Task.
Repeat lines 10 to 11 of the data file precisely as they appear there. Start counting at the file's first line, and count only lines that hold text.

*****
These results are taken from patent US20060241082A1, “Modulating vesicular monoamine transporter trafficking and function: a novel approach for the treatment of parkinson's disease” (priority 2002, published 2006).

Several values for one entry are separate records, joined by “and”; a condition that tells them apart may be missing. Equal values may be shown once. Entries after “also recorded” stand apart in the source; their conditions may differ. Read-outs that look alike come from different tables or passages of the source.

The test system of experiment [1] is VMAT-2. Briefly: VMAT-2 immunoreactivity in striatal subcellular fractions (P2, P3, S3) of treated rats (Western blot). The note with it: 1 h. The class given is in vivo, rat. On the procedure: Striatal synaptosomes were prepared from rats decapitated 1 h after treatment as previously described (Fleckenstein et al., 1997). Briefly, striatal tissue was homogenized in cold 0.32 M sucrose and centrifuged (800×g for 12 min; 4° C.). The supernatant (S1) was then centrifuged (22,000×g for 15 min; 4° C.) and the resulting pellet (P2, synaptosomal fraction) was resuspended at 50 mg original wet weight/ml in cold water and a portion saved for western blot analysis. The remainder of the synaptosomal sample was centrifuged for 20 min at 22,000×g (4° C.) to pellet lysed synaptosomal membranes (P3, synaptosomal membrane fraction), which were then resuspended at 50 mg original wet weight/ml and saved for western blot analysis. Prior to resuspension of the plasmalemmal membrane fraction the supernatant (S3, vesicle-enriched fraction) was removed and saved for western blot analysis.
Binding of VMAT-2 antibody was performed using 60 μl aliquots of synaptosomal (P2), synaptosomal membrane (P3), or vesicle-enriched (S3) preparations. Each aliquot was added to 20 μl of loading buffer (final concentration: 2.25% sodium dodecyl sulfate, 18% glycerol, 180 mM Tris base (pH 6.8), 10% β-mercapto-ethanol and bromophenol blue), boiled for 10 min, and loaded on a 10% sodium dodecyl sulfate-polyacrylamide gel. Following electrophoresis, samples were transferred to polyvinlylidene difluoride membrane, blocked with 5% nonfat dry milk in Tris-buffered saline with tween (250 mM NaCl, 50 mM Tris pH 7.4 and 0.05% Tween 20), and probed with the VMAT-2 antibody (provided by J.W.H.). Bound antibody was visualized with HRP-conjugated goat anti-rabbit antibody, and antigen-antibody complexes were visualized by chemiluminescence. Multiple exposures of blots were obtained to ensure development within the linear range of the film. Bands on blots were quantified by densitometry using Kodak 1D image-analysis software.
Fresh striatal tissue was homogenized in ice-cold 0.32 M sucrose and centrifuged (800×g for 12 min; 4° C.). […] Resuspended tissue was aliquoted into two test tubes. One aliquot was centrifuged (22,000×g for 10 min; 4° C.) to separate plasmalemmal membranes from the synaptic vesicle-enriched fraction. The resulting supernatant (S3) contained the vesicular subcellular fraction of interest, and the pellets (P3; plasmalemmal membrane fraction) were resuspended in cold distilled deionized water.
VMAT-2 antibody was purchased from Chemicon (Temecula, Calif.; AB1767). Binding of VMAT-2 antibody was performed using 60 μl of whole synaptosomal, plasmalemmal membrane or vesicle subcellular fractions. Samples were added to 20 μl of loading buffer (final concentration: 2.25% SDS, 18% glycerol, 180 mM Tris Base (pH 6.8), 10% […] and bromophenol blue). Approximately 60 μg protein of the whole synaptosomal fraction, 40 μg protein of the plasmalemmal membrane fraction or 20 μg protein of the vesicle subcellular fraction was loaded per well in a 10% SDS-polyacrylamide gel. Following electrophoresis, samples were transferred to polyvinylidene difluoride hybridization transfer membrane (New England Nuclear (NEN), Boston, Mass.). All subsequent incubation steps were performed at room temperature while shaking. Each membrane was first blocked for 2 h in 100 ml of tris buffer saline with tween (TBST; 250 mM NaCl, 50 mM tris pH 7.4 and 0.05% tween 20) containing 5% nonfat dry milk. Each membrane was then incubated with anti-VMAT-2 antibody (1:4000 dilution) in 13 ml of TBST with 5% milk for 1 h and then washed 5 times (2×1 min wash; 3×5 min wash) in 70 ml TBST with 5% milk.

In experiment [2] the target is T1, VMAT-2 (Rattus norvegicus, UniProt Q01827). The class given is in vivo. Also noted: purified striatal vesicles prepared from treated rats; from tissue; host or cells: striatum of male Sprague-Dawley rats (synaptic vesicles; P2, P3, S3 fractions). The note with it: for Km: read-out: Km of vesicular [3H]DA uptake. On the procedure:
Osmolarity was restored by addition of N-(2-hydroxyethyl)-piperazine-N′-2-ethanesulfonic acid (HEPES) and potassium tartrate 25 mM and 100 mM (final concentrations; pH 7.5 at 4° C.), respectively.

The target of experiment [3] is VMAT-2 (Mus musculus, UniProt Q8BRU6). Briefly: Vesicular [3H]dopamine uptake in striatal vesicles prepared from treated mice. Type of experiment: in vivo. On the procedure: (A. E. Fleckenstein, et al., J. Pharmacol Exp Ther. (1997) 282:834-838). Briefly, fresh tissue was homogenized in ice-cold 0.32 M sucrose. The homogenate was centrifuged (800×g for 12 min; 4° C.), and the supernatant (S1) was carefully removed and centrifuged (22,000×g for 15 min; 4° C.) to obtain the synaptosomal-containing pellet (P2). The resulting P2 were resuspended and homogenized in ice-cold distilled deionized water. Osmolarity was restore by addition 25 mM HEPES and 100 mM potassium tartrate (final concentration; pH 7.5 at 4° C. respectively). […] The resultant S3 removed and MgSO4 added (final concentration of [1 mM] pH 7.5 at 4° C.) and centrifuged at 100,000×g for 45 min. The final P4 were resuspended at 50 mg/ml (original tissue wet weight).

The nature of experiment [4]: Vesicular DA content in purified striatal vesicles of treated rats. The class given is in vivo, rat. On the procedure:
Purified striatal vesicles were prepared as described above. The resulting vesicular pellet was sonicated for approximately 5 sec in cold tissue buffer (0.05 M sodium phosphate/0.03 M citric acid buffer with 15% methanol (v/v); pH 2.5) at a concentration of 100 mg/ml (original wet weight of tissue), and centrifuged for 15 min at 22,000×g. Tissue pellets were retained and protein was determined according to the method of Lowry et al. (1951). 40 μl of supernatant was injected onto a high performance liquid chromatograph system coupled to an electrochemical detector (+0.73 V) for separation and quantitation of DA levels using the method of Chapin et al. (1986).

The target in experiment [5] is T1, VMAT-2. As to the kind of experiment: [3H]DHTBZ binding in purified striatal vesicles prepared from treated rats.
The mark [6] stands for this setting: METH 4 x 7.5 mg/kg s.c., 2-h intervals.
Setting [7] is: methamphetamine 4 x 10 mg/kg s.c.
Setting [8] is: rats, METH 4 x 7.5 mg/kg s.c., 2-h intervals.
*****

The nature of experiment [4]: Vesicular DA content in purified striatal vesicles of treated rats. The class given is in vivo, rat. On the procedure:
Purified striatal vesicles were prepared as described above. The resulting vesicular pellet was sonicated for approximately 5 sec in cold tissue buffer (0.05 M sodium phosphate/0.03 M citric acid buffer with 15% methanol (v/v); pH 2.5) at a concentration of 100 mg/ml (original wet weight of tissue), and centrifuged for 15 min at 22,000×g. Tissue pellets were retained and protein was determined according to the method of Lowry et al. (1951). 40 μl of supernatant was injected onto a high performance liquid chromatograph system coupled to an electrochemical detector (+0.73 V) for separation and quantitation of DA levels using the method of Chapin et al. (1986).